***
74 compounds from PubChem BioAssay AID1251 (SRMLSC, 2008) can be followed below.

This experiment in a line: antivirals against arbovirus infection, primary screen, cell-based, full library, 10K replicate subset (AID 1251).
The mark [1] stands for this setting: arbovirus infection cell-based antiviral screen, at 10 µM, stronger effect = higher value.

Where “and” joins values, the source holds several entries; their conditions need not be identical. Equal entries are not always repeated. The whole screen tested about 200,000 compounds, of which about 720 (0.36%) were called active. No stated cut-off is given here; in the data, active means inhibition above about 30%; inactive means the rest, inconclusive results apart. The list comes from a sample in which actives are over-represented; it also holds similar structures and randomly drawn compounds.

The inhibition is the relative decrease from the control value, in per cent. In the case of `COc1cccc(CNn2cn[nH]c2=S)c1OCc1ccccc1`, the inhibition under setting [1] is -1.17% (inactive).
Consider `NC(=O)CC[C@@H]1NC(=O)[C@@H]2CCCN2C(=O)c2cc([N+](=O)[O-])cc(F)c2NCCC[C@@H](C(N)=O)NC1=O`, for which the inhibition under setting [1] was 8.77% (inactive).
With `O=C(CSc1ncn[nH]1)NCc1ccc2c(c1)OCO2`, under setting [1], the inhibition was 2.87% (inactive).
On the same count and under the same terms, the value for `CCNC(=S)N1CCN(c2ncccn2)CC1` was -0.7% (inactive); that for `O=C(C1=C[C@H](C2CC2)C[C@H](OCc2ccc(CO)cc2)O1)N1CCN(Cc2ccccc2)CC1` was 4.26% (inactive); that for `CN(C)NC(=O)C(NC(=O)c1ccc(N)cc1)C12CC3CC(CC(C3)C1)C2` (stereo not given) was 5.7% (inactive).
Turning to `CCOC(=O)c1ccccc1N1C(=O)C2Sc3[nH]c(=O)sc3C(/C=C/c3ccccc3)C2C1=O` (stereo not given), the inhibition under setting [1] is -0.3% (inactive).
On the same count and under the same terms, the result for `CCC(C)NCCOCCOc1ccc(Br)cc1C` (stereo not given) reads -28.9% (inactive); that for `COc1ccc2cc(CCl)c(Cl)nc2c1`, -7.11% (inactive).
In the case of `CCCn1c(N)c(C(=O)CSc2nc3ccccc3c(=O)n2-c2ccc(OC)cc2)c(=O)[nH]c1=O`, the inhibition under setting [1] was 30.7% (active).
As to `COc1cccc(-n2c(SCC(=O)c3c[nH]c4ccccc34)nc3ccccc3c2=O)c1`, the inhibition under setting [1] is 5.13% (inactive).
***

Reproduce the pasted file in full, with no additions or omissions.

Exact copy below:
74 compounds from PubChem BioAssay AID1251 (SRMLSC, 2008) can be followed below.

This experiment in a line: antivirals against arbovirus infection, primary screen, cell-based, full library, 10K replicate subset (AID 1251).
The mark [1] stands for this setting: arbovirus infection cell-based antiviral screen, at 10 µM, stronger effect = higher value.

Where “and” joins values, the source holds several entries; their conditions need not be identical. Equal entries are not always repeated. The whole screen tested about 200,000 compounds, of which about 720 (0.36%) were called active. No stated cut-off is given here; in the data, active means inhibition above about 30%; inactive means the rest, inconclusive results apart. The list comes from a sample in which actives are over-represented; it also holds similar structures and randomly drawn compounds.

The inhibition is the relative decrease from the control value, in per cent. In the case of `COc1cccc(CNn2cn[nH]c2=S)c1OCc1ccccc1`, the inhibition under setting [1] is -1.17% (inactive).
Consider `NC(=O)CC[C@@H]1NC(=O)[C@@H]2CCCN2C(=O)c2cc([N+](=O)[O-])cc(F)c2NCCC[C@@H](C(N)=O)NC1=O`, for which the inhibition under setting [1] was 8.77% (inactive).
With `O=C(CSc1ncn[nH]1)NCc1ccc2c(c1)OCO2`, under setting [1], the inhibition was 2.87% (inactive).
On the same count and under the same terms, the value for `CCNC(=S)N1CCN(c2ncccn2)CC1` was -0.7% (inactive); that for `O=C(C1=C[C@H](C2CC2)C[C@H](OCc2ccc(CO)cc2)O1)N1CCN(Cc2ccccc2)CC1` was 4.26% (inactive); that for `CN(C)NC(=O)C(NC(=O)c1ccc(N)cc1)C12CC3CC(CC(C3)C1)C2` (stereo not given) was 5.7% (inactive).
Turning to `CCOC(=O)c1ccccc1N1C(=O)C2Sc3[nH]c(=O)sc3C(/C=C/c3ccccc3)C2C1=O` (stereo not given), the inhibition under setting [1] is -0.3% (inactive).
On the same count and under the same terms, the result for `CCC(C)NCCOCCOc1ccc(Br)cc1C` (stereo not given) reads -28.9% (inactive); that for `COc1ccc2cc(CCl)c(Cl)nc2c1`, -7.11% (inactive).
In the case of `CCCn1c(N)c(C(=O)CSc2nc3ccccc3c(=O)n2-c2ccc(OC)cc2)c(=O)[nH]c1=O`, the inhibition under setting [1] was 30.7% (active).
As to `COc1cccc(-n2c(SCC(=O)c3c[nH]c4ccccc34)nc3ccccc3c2=O)c1`, the inhibition under setting [1] is 5.13% (inactive).